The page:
Tuesday, September 11, 2007

US President Bush Lauds Taiwan’s Democratic Development at the APEC

After Washington kept expressing its opposition to Taiwan’s UN bid referendum, US President George W. Bush addressed that Taiwan should be regarded as leading US defense partner and an example of democratic development that China could follow and as a leading US defense partner.

At a business summit of the APEC meeting last Thursday, President Bush further added that the US’ relationship with Taiwan, along with other nations in the region, forms “the bedrock of America’s engagement in Asia-Pacific.”

In his speech aiming at promoting greater democracy, freedom and prosperity in the region, Bush also praised that Taiwan’s emergence as a democratic society could urge China to “show confidence by demonstrating a commitment to greater openness and tolerance.”

Moreover, Bush mentioned that the US alliances with Australia, Japan, South Korea, Thailand and the Philippines, and its defense relationships with Singapore, Taiwan, Indonesia and other countries in the region have formed the bedrock of US’ engagement in the Asia-Pacific.

In his view, the aforesaid security relationships have helped maintain the peace in this region, and they also have created conditions allowing freedom and democracy to expand, markets to grow, and commerce to flow.

Bush then termed Taiwan’s evolution into a democracy, “one of the great stories of our time.”

Noting that at the end of World War II, Australia and New Zealand were the only democracies in Asia, Bush said: “Since then, we have witnessed Japan’s transformation into a thriving free society, the triumph of democracy in the Philippines [and] democratic transitions in Taiwan, South Korea and Indonesia.”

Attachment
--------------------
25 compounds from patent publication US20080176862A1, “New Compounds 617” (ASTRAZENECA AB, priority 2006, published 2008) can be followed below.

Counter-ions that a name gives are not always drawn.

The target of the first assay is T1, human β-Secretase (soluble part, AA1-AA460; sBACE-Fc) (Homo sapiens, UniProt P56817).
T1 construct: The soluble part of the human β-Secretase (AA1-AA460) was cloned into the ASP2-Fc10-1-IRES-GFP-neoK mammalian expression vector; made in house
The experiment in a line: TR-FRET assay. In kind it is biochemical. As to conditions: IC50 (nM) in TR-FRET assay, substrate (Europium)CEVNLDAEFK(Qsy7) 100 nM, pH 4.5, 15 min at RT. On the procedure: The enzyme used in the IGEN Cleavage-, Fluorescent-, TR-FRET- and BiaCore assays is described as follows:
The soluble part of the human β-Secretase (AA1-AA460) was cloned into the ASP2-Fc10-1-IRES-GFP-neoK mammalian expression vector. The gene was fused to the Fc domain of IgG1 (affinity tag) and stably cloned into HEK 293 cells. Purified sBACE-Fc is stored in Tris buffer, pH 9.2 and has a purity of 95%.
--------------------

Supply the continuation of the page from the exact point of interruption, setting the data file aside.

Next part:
He also said the US will encourage China to open up its political system and give greater voice to its people. Bush pointed out the US relationships with South Korea and Taiwan during the Cold War period had already proved that it is possible to maintain friendships while pushing toward democracy.

Additionally, in the speech, Bush proposed a new “Asia Pacific Democracy Partnership,” in which free nations aim to work together to support democratic values , to strengthen democratic institutions and to assist those who are working to build and sustain free societies across the Asia-Pacific region.

Commenting on Bush’s speech, Dr. Johnny Chiang (江啟臣), a research fellow at the Chinese Taipei APEC Study Center, said: “Through the speech, Bush warned China in a highly skillful way.”

Dr. Chiang pointed out that by emphasizing democracy at the beginning of the speech, Bush actually expressed the US’ position that it would not compromise democracy and would try to block China’s rise with the US democratic allies. Moreover, by saying one of the best ways to strengthen freedom and prosperity in the Asia-Pacific region is through the expansion of trade and investment, Bush was indicating free trade should be established on democracy, Chiang stressed.

(Excerpts from Taipei Times)

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